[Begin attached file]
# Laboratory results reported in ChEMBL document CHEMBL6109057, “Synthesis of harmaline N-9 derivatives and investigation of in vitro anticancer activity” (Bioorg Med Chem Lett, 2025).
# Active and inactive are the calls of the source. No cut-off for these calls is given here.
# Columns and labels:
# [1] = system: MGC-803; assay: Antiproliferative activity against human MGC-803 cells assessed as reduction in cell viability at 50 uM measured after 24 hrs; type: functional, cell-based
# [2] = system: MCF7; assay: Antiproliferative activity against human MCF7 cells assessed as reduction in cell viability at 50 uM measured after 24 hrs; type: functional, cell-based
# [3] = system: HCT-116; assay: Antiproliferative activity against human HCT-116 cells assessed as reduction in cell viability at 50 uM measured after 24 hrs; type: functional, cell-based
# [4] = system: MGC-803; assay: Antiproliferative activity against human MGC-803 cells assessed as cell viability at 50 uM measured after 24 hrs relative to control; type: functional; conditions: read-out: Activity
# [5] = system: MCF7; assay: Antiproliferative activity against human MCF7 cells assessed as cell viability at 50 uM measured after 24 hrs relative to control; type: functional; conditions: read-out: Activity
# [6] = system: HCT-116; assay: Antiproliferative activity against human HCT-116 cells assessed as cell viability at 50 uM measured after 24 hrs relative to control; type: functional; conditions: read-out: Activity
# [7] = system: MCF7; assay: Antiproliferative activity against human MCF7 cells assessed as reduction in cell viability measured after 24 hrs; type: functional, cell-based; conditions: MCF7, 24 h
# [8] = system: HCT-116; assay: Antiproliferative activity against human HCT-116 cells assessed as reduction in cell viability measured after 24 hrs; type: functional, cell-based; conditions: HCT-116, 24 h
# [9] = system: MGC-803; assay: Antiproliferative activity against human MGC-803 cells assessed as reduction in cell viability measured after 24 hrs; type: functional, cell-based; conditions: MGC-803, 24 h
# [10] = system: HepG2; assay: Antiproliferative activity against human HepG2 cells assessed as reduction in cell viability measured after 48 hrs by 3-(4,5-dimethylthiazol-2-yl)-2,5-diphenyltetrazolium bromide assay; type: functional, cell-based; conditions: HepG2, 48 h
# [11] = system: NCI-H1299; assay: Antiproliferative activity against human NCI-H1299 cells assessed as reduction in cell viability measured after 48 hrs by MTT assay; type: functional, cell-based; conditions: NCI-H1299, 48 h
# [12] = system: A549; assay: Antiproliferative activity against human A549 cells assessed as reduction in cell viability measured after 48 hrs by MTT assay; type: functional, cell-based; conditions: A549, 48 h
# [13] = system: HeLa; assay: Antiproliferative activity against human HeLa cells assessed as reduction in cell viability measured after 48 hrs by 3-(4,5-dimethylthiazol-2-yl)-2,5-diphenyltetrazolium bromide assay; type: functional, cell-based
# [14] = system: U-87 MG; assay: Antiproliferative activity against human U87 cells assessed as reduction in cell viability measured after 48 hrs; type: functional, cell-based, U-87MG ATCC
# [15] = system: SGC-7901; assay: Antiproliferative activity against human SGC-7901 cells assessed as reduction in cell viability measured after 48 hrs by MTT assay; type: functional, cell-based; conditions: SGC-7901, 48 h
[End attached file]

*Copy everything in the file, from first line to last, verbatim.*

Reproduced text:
# Laboratory results reported in ChEMBL document CHEMBL6109057, “Synthesis of harmaline N-9 derivatives and investigation of in vitro anticancer activity” (Bioorg Med Chem Lett, 2025).
# Active and inactive are the calls of the source. No cut-off for these calls is given here.
# Columns and labels:
# [1] = system: MGC-803; assay: Antiproliferative activity against human MGC-803 cells assessed as reduction in cell viability at 50 uM measured after 24 hrs; type: functional, cell-based
# [2] = system: MCF7; assay: Antiproliferative activity against human MCF7 cells assessed as reduction in cell viability at 50 uM measured after 24 hrs; type: functional, cell-based
# [3] = system: HCT-116; assay: Antiproliferative activity against human HCT-116 cells assessed as reduction in cell viability at 50 uM measured after 24 hrs; type: functional, cell-based
# [4] = system: MGC-803; assay: Antiproliferative activity against human MGC-803 cells assessed as cell viability at 50 uM measured after 24 hrs relative to control; type: functional; conditions: read-out: Activity
# [5] = system: MCF7; assay: Antiproliferative activity against human MCF7 cells assessed as cell viability at 50 uM measured after 24 hrs relative to control; type: functional; conditions: read-out: Activity
# [6] = system: HCT-116; assay: Antiproliferative activity against human HCT-116 cells assessed as cell viability at 50 uM measured after 24 hrs relative to control; type: functional; conditions: read-out: Activity
# [7] = system: MCF7; assay: Antiproliferative activity against human MCF7 cells assessed as reduction in cell viability measured after 24 hrs; type: functional, cell-based; conditions: MCF7, 24 h
# [8] = system: HCT-116; assay: Antiproliferative activity against human HCT-116 cells assessed as reduction in cell viability measured after 24 hrs; type: functional, cell-based; conditions: HCT-116, 24 h
# [9] = system: MGC-803; assay: Antiproliferative activity against human MGC-803 cells assessed as reduction in cell viability measured after 24 hrs; type: functional, cell-based; conditions: MGC-803, 24 h
# [10] = system: HepG2; assay: Antiproliferative activity against human HepG2 cells assessed as reduction in cell viability measured after 48 hrs by 3-(4,5-dimethylthiazol-2-yl)-2,5-diphenyltetrazolium bromide assay; type: functional, cell-based; conditions: HepG2, 48 h
# [11] = system: NCI-H1299; assay: Antiproliferative activity against human NCI-H1299 cells assessed as reduction in cell viability measured after 48 hrs by MTT assay; type: functional, cell-based; conditions: NCI-H1299, 48 h
# [12] = system: A549; assay: Antiproliferative activity against human A549 cells assessed as reduction in cell viability measured after 48 hrs by MTT assay; type: functional, cell-based; conditions: A549, 48 h
# [13] = system: HeLa; assay: Antiproliferative activity against human HeLa cells assessed as reduction in cell viability measured after 48 hrs by 3-(4,5-dimethylthiazol-2-yl)-2,5-diphenyltetrazolium bromide assay; type: functional, cell-based
# [14] = system: U-87 MG; assay: Antiproliferative activity against human U87 cells assessed as reduction in cell viability measured after 48 hrs; type: functional, cell-based, U-87MG ATCC
# [15] = system: SGC-7901; assay: Antiproliferative activity against human SGC-7901 cells assessed as reduction in cell viability measured after 48 hrs by MTT assay; type: functional, cell-based; conditions: SGC-7901, 48 h